May 4, 2021

Rachel Dempsey has hidden messages around Lake Virginia in Whanganui, one of her favourite places.

Hidden around Virginia Lake in Whanganui are specially decorated stones designed to intrigue and inform people about a rare genetic syndrome known as cri du chat – or cry of the cat.

They have been hidden by Rachel Dempsey, a local woman who wants to help people understand cri du chat, which affects her and around 20 others in New Zealand.

Rachel, 36, is a member of the Whanganui Rocks Facebook group, whose members paint rocks and hide them around town for others to find, re-hide or keep. Rachel decorates her rocks with the label cri du chat and her contact details in the hope that people will find the rocks and get in touch to find out more. What does she want people to know? “That we exist.”

Cri du chat, or 5P minus as it is also known, occurs when a portion of chromosome 5 is missing or deleted. It results in a wide range of intellectual and developmental disabilities. Rachel says her disability is on the mild end of the scale.

“I am cri du chat, but I am ‘mosaic’. That means some of my cells are deleted but not all.” It affects her speech, her concentration and her balance, and she has a mild intellectual disability. She also has hip dysplasia and limps when she walks, and she avoids crowds because of sensory overload.

The syndrome got its name because of the distinctive cat-like cry of babies with the condition. Rachel, however, wasn’t diagnosed until she was two years old and was slow to develop speech.

“I had constant ear infections so at first they thought I was deaf,” she says. “When I was five my speech was three-and-a-half years behind all the other kids in my class, but within six months I had caught up because I was learning new words every day.

“My speech therapist wanted me to learn sign language, but my Mum turned around and said, ‘No, this child can speak, but on her own’,” Rachel says. “I do struggle. Pronunciation is a big one and, if I am tired, I will get my words muddled up in a sentence.”

That hasn’t stopped Rachel being an energetic communicator. She is active in three Facebook support groups – the Friends of Cri Du Chat support group, the Cri Du Chat/5P- Society based in the United States, and the Cri du Chat Facebook group for Australian and New Zealand families. She has attended conferences in Australia and the United States and, in 2014, was awarded Superhero of the Year in America for reaching out to newly diagnosed families on Facebook and sharing her story.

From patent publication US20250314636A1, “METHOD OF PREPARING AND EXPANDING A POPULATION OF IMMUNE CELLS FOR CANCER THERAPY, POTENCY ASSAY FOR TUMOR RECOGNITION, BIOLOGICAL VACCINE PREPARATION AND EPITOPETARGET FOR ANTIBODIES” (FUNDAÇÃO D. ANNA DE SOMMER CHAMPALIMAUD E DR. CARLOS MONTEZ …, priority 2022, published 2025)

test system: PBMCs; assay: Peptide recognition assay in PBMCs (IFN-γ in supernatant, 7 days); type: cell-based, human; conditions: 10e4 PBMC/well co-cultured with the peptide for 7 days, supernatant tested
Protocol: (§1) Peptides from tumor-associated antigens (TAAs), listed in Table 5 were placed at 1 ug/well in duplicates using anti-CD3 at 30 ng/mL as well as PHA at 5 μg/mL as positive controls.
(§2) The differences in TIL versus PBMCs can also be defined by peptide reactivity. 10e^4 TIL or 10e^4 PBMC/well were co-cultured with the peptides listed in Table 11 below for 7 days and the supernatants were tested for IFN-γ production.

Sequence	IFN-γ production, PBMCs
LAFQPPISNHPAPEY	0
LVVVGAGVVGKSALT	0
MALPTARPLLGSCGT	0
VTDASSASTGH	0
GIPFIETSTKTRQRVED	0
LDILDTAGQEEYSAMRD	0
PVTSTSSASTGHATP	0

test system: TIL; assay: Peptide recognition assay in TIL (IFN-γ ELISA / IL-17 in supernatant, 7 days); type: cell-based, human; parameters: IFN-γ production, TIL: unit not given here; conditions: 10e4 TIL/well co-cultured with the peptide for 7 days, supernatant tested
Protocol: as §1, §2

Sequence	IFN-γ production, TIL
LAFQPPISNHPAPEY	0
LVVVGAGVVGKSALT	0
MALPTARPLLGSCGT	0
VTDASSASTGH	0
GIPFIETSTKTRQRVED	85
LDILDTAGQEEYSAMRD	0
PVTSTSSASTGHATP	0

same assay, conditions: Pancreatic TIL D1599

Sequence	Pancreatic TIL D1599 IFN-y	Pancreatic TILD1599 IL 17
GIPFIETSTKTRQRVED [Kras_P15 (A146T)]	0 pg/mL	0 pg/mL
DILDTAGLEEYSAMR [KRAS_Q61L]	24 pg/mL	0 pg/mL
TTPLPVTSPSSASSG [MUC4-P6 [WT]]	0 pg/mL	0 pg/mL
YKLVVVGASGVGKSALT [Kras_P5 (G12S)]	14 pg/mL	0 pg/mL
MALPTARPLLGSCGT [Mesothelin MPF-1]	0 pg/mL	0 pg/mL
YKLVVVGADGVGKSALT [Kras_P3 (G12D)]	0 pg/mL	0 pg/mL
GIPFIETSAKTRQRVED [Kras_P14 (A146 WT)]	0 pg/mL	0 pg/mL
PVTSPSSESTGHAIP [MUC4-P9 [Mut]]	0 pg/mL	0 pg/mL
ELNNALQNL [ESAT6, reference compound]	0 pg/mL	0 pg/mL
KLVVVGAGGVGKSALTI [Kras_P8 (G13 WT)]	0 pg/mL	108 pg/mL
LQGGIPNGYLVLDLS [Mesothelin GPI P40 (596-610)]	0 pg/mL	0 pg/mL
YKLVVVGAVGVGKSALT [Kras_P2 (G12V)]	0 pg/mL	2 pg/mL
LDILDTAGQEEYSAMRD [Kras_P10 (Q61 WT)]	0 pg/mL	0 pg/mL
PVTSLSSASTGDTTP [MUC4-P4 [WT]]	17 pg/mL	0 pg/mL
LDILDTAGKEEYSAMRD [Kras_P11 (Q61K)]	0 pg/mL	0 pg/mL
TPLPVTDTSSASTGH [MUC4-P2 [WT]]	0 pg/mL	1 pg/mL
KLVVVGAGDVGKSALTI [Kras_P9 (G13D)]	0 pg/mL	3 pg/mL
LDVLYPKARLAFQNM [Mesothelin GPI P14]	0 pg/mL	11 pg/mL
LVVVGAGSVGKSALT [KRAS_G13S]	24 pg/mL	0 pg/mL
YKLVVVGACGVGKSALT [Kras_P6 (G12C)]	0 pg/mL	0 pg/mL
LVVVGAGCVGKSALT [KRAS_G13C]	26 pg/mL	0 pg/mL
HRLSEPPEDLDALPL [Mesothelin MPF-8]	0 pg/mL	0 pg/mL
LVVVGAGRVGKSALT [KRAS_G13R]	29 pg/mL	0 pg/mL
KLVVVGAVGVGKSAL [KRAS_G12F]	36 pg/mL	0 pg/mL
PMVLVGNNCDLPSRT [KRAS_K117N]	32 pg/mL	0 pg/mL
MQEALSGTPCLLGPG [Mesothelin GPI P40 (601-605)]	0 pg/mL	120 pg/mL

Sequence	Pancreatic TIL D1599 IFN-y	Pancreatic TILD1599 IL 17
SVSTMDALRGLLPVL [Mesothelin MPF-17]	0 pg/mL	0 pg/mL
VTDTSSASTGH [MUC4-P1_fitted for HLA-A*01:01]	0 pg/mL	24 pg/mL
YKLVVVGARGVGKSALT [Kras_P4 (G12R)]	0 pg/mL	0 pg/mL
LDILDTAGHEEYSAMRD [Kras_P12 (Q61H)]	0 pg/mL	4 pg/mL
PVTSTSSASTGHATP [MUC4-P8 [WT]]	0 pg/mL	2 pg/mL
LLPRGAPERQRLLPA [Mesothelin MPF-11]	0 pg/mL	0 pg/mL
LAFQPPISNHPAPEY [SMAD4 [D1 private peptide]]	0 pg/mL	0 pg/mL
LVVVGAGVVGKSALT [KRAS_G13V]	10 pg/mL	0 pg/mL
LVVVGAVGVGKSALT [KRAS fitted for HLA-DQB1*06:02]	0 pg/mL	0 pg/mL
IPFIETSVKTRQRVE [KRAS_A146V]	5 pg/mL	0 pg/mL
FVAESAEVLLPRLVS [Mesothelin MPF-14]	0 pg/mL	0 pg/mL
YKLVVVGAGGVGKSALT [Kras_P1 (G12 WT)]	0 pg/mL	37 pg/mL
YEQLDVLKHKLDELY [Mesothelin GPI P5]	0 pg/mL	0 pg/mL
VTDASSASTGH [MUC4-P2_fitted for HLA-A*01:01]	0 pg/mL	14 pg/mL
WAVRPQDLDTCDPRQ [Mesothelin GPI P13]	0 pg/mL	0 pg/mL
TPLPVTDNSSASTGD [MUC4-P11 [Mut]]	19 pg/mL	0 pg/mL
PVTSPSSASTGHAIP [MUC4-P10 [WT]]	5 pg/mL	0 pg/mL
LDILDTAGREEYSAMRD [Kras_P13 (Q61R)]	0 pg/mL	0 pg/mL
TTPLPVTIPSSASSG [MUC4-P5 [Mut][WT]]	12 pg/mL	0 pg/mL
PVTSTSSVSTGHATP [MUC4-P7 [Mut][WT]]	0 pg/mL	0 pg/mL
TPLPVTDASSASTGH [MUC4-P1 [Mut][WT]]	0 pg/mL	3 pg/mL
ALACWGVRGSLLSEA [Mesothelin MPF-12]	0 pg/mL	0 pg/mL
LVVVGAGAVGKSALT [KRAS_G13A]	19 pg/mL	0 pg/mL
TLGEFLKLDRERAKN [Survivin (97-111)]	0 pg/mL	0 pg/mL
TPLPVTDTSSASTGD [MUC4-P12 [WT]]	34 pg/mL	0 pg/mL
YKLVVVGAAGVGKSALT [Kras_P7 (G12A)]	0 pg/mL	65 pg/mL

“I think I have helped over 1000 families since I first began reaching out.

The drive to advocate for others runs deep, and without her disability she imagines she could have chosen a career working with people – “If I didn’t have cri du chat, I would say a lawyer or teacher”. Her mother, sister and sister-in-law are all lawyers and her aunt is a judge.

When Rachel left school she trained to be a teacher aide through Whanganui tertiary provider Training for You and got a job at her former high school Cullinane College. But when funding ran out, her job ended. Since then Rachel has volunteered at Trade Aid and the Red Cross second-hand bookshop, and with the YMCA Boogie Buddies gym class for children.

Rachel is now working with the Choices NZ Facilitator in Whanganui under the Employment Service contract IHC holds with the Ministry of Social Development. She is on a path to getting a job that suits her love of books and reading. She mends books on Friday mornings at the Whanganui East self-service library and the goal is paid work at the Whanganui District Library.

“I was a librarian all throughout school, because books opened up a whole world for me.” Rachel is hoping that the same will be true in her future career.

Caption: Rachel Dempsey has hidden messages around Lake Virginia in Whanganui, one of her favourite places.

This story was published in Strong Voices. The magazine is posted free to all IHC members.

Read the full issue of Strong Voices online here.